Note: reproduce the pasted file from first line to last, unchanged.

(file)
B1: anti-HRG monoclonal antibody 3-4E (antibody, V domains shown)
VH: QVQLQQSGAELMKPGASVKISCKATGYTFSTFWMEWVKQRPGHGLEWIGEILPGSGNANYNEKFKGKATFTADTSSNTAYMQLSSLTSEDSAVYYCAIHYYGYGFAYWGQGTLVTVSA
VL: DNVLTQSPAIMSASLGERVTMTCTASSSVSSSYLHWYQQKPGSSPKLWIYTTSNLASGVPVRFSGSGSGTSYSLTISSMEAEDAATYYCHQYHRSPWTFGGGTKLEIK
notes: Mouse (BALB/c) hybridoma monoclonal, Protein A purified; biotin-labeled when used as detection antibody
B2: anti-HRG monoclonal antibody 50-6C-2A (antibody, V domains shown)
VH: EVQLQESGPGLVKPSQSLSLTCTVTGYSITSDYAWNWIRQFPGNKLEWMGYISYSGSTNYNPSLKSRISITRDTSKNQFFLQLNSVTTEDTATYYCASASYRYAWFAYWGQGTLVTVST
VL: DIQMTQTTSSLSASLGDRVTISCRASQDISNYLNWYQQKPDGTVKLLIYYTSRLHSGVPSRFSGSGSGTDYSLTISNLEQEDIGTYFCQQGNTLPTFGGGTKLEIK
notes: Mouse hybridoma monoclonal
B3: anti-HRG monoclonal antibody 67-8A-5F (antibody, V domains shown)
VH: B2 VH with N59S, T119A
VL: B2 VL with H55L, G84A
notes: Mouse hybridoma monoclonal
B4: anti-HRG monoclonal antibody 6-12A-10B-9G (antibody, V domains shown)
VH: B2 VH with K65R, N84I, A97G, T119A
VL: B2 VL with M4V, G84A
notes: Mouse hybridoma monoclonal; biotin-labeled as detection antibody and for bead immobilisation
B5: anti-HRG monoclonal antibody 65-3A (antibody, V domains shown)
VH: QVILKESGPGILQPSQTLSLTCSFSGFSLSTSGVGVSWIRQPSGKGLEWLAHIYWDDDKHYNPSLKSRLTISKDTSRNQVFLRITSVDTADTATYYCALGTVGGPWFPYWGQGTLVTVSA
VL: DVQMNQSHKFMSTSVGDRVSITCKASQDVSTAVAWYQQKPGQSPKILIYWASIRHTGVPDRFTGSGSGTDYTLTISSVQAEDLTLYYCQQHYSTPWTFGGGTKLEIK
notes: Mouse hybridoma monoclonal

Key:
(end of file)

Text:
B1: anti-HRG monoclonal antibody 3-4E (antibody, V domains shown)
VH: QVQLQQSGAELMKPGASVKISCKATGYTFSTFWMEWVKQRPGHGLEWIGEILPGSGNANYNEKFKGKATFTADTSSNTAYMQLSSLTSEDSAVYYCAIHYYGYGFAYWGQGTLVTVSA
VL: DNVLTQSPAIMSASLGERVTMTCTASSSVSSSYLHWYQQKPGSSPKLWIYTTSNLASGVPVRFSGSGSGTSYSLTISSMEAEDAATYYCHQYHRSPWTFGGGTKLEIK
notes: Mouse (BALB/c) hybridoma monoclonal, Protein A purified; biotin-labeled when used as detection antibody
B2: anti-HRG monoclonal antibody 50-6C-2A (antibody, V domains shown)
VH: EVQLQESGPGLVKPSQSLSLTCTVTGYSITSDYAWNWIRQFPGNKLEWMGYISYSGSTNYNPSLKSRISITRDTSKNQFFLQLNSVTTEDTATYYCASASYRYAWFAYWGQGTLVTVST
VL: DIQMTQTTSSLSASLGDRVTISCRASQDISNYLNWYQQKPDGTVKLLIYYTSRLHSGVPSRFSGSGSGTDYSLTISNLEQEDIGTYFCQQGNTLPTFGGGTKLEIK
notes: Mouse hybridoma monoclonal
B3: anti-HRG monoclonal antibody 67-8A-5F (antibody, V domains shown)
VH: B2 VH with N59S, T119A
VL: B2 VL with H55L, G84A
notes: Mouse hybridoma monoclonal
B4: anti-HRG monoclonal antibody 6-12A-10B-9G (antibody, V domains shown)
VH: B2 VH with K65R, N84I, A97G, T119A
VL: B2 VL with M4V, G84A
notes: Mouse hybridoma monoclonal; biotin-labeled as detection antibody and for bead immobilisation
B5: anti-HRG monoclonal antibody 65-3A (antibody, V domains shown)
VH: QVILKESGPGILQPSQTLSLTCSFSGFSLSTSGVGVSWIRQPSGKGLEWLAHIYWDDDKHYNPSLKSRLTISKDTSRNQVFLRITSVDTADTATYYCALGTVGGPWFPYWGQGTLVTVSA
VL: DVQMNQSHKFMSTSVGDRVSITCKASQDVSTAVAWYQQKPGQSPKILIYWASIRHTGVPDRFTGSGSGTDYTLTISSVQAEDLTLYYCQQHYSTPWTFGGGTKLEIK
notes: Mouse hybridoma monoclonal

Key: